How To Write Your Common App Essay – Part 7 of 8

This week, Noodle Pro Travis Chamberlain discusses Prompt 6 of the Common App essay: Describe a topic, idea, or concept you find so engaging that it makes you lose all track of time. Why does it captivate you? What or who do you turn to when you want to learn more?

Travis has been an SAT, ACT, and writing tutor for 15 years. He has a BA from UC Irvine, a Master of Science from LSE, and is working on a PhD at UC San Diego.


Pro Tip: Good college application essays follow the motto of “Show, don’t tell.” This means that instead of telling your audience that you like bacon, you describe how your hands start to twitch and your mouth starts to water every time you hear the sound of bacon frying. Details that show make a story come alive. They also make your essay unique. If your essay is memorable and has personality, it wins. If it sounds like every other essays in the pack, it’s quickly forgotten.

So, let’s consider a few examples for this prompt:

Weak/Standard Example 1: Anonymous Telling, Not Showing

“The ball glances off my foot and into the next. In that moment my whole world is wrapped into receiving the pass from my team mate. The focus is everything; there is no time. All those practices, all those moments spent drilling out on the field have led to this. The ball passes right over the goalie’s fingertips, and in that moment I know that we will win.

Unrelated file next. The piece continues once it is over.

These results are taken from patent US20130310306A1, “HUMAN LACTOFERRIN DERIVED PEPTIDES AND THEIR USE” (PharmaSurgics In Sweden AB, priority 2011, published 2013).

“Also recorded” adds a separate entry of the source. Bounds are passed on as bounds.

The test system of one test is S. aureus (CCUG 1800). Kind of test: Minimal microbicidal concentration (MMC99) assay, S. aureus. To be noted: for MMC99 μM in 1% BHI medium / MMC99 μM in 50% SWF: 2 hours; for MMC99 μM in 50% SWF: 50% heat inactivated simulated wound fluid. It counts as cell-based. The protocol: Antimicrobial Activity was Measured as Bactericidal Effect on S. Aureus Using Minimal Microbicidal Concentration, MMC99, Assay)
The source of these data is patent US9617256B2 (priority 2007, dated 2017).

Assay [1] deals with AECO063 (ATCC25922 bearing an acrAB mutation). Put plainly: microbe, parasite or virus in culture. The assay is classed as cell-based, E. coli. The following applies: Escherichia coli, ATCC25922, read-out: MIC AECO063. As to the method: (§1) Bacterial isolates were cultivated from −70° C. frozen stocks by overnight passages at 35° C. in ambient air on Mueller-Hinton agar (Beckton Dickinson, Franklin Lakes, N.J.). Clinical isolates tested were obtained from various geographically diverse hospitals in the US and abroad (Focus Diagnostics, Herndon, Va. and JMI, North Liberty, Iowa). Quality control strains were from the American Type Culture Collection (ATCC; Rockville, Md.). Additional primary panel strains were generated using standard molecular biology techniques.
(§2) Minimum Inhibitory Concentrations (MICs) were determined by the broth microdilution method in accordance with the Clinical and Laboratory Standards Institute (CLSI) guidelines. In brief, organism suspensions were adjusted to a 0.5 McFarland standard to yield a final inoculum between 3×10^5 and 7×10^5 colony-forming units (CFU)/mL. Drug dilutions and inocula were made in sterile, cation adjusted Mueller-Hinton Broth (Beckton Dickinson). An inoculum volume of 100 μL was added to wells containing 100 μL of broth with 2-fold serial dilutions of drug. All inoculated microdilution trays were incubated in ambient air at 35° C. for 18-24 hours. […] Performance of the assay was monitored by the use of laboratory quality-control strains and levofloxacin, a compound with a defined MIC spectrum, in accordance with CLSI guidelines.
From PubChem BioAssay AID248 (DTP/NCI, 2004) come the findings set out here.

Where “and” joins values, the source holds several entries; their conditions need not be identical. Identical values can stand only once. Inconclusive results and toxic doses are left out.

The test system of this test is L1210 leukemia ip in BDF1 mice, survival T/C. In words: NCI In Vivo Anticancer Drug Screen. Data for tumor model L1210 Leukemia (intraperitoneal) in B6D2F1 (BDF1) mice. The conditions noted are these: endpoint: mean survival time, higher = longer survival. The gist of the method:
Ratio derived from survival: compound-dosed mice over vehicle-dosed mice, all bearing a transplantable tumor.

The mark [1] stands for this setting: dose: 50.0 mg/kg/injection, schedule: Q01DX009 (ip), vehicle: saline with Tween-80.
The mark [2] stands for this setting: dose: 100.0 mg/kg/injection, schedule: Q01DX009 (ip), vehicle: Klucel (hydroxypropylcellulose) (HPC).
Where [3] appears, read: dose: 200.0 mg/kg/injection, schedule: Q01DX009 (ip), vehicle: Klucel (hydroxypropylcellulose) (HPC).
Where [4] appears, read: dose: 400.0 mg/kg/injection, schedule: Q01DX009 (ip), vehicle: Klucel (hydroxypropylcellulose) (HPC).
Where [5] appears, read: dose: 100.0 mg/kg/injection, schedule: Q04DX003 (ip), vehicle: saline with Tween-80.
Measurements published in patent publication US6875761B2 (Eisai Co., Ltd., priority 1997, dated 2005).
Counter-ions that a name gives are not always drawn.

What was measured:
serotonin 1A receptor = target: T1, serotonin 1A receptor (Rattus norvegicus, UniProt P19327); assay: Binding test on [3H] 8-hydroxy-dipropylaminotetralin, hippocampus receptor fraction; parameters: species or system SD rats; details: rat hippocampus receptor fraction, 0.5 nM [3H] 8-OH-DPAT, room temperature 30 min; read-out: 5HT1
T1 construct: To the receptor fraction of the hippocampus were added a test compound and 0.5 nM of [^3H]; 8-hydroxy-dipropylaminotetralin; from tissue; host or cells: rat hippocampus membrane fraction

I’ve been a soccer player since I was two years old, when my mom and dad would play kickball with me, almost before I can crawl. One of the most amazing parts of soccer for me was how it gave me the strength to believe in myself, and to trust my teammates. When I’m on the field, there really is nothing else.”

Pro Tip: This kind of generic intro doesn’t make you stand out. Even though you think you’ve written something that truly defines your own life and experience, what you’ve really given is a scene from a movie that fits with the narrative of literally tens of thousands of other students submitting their applications with you that year. Let’s look at another not-so-good example and then we can consider how to build the essay up.

Weak/Standard Example 2: Some Details but Still Pretty Anonymous

“Learning a glissando might sound like an easy process, but when it was part of learning a Chopin’s Nocturne 7, I found myself stuck in a maze that took months to master. In some sense when I was practicing for the recital, I lost track of time. I literally lived Chopin’s music. When I was eating rice krispies and trying to study for my pre-calculus test on vectors, Chopin. When I was on the bus and passing every mailbox and tree, Chopin. When I went to sleep, I sometimes dreamed glissandos.

Eventually I did managed the glissando, in fact all of them. Not only did I do this, but I achieved a certificate of merit level 9 and managed to perform the music of Chopin and many others at my advanced orchestra concert in the summer of my junior year. Music has been an amazing focus for me and a balance for the other focuses in my life.”